Friday, February 22, 2008

Respect, Trust, Love

Does the requirement to love also require us to respect others? What about to trust them?

Of course we are all called to love. And love is connected to respect.

In the ancient world, “honor” was a very important concept, even as it is to those who we see as being “macho” today. Many people—men, especially—are sensitive about their dignity, that they be treated with the proper amount of respect. In the ancient world, all men were concerned about that. Being treated with dignity was a basic human requirement, unless you were a slave or a woman.

In the church, slaves and women began to be treated with dignity as well. Poor people, who were treated at times as little better than slaves, were to be treated with dignity as well. James makes the connection between love and respect very clear in his second chapter. Poor people were being ignore by the church, who focused all their lavish attention on the wealthy. James says that the church was disrespecting the poor man, whom God blesses because of their faith. Then he gives his Scriptural proof—“Love your neighbor as yourself.” Even as we do not wish to be disrespected, to be treated without dignity, even so we should treat others with dignity, with basic respect.

What does this respect mean? Does it mean to praise everyone? Does it mean that we have to say nice things about all people no matter what they do? Does it mean that we need to give everyone the “red carpet treatment”? No. We do not have to treat everyone like a Nobel Lauriat.

Respect means the following things:
a. We speak politely to everyone
b. We don’t look down on anyone, no matter who they are or what they’ve done
c. We listen to what people are saying
d. We do not treat another person as a bad person unless we have proof that they are, and even then, we let people know that any cautions we take are not personal.
e. We apologize for any slight we might have given to others, whether intentional or unintentional
f. We should thank and praise people for the work they have done for us or for the Lord

We can give some people more respect than others, but this should be for how they have lived before the Lord, not because of worldly standards. We shouldn’t respect one person above another because they have more money, more fame, more status than others. If a person is an authority, such as a police officer or a governor, then we should give the respect that is due to the office—but that is more of a formal politeness (Paul said to “give respect to whom respect is due” in speaking of government officials).

But if someone like Jean Vanier comes by, then we should give him more respect than others. Not because of his fame, but because of his faithfulness to the Lord. Because he started a great work and has built up God’s kingdom. We should see the Mother Theresas of the world, and give them great respect. Not because others are giving them respect. But because God has respect for them. And we should open our eyes to those whom God respects that the world does not, such as Byron, and give them the respect that the world does not give. We should go out of our way to thank them for their life of faithfulness.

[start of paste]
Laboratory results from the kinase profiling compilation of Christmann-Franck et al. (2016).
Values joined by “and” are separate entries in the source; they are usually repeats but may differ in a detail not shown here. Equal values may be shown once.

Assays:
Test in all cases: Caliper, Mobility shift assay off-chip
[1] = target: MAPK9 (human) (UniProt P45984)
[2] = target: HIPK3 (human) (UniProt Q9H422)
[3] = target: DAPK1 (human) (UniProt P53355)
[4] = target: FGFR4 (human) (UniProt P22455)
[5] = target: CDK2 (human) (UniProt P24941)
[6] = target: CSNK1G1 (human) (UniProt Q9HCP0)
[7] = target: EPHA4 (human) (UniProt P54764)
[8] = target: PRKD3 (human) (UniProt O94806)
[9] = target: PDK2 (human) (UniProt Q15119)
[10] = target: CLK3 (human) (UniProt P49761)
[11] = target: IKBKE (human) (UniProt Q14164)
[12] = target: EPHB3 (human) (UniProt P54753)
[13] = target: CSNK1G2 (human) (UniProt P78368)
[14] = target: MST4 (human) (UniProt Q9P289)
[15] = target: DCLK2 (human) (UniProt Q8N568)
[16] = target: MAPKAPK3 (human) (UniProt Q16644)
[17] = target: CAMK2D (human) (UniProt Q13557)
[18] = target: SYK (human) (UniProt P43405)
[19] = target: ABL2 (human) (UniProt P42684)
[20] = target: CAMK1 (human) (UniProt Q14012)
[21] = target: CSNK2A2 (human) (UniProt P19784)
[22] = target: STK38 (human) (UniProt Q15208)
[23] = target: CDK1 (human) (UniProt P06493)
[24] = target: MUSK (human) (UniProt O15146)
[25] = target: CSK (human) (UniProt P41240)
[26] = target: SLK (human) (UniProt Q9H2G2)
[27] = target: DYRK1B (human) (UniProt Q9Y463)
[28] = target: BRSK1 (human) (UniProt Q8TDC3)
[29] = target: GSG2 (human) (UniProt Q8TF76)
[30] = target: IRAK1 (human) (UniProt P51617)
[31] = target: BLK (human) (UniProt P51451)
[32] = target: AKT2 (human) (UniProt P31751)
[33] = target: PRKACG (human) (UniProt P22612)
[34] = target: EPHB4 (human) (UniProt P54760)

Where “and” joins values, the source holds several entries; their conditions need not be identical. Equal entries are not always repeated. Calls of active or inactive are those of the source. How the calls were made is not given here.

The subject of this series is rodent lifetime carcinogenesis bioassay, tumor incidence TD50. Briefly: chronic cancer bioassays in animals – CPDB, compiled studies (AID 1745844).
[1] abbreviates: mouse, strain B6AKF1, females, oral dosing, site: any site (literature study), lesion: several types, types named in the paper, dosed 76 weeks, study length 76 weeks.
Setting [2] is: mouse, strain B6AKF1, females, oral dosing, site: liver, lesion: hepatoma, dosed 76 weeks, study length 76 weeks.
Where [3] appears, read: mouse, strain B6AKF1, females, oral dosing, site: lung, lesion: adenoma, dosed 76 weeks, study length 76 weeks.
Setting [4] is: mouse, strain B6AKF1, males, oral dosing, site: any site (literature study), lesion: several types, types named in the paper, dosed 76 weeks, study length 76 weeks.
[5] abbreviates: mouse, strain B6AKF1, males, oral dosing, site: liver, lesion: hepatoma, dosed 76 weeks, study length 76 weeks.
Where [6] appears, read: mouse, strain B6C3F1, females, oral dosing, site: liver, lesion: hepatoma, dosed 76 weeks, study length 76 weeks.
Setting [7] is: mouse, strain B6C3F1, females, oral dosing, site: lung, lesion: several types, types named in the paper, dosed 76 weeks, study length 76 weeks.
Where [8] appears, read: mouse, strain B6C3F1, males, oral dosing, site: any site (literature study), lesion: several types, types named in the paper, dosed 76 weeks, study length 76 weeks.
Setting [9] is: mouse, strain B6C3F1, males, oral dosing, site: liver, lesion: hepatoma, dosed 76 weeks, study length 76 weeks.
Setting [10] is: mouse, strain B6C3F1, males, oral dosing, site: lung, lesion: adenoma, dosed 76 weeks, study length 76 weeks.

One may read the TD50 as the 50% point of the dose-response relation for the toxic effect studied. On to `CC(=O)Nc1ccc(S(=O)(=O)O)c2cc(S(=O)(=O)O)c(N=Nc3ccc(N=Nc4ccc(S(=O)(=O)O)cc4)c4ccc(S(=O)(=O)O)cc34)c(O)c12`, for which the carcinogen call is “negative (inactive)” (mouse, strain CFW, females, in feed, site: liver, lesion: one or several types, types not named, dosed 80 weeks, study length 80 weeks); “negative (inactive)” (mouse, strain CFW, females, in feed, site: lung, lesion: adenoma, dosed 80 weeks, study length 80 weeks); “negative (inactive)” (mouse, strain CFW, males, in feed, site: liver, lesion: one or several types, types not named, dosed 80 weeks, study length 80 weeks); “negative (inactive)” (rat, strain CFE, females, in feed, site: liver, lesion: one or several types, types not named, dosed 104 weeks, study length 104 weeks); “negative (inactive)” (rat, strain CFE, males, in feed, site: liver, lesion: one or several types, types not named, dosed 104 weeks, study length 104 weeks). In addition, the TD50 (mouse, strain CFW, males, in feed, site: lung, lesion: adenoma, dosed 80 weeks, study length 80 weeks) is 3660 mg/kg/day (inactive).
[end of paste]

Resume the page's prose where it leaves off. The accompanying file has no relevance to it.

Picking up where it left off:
The saying goes, “Trust isn’t given, it is earned.” I would say that a certain amount of trust IS given. If someone walks in our house, we don’t assume that they will steal anything. We will not leave someone with our guest to make sure that they don’t make off with the silver. If we did, we would be treating them as a thief and that would be a sign of disrespect.

But when trust is broken, that is when it must be earned back. And it usually must be earned twice as much to establish the trust that is given freely to anyone.
But I think you were asking about the trust we should give.

First of all, do not give or withhold basic trust based on appearances or life circumstance. Just because someone is impoverished doesn’t mean that they are less trustworthy in money matters. Just because someone is mentally ill doesn’t mean they are dangerous (less so, statistically). We need to give everyone the same amount of trust or lack of trust unless we see that their actions don’t support that trust.

If someone breaks our trust, we should not use that as an excuse to break our relationship with them. We must give them an opportunity to repent.

If the person does repent, we must forgive them and accept them back into our good graces. But does this mean we trust them? Well, yes, but with reservations. Gordon, I trust you completely, but I don’t trust you enough to bring you into a bar and to put a drink in front of you. That’s because I know your weaknesses and I don’t want to trip you up. Even so, when someone breaks our trust and they repent, then we know their weaknesses better. And we are able to take better care for them, by helping them avoid situations in which their weaknesses will be vulnerable.

That’s Romans 14. We don’t judge people because they hold different standards than us, but we don’t make them vulnerable to their weaknesses, either.

So trust unless you have reason not to.
Forgive and then take responsibility to help the trust breaker not to break trust again.

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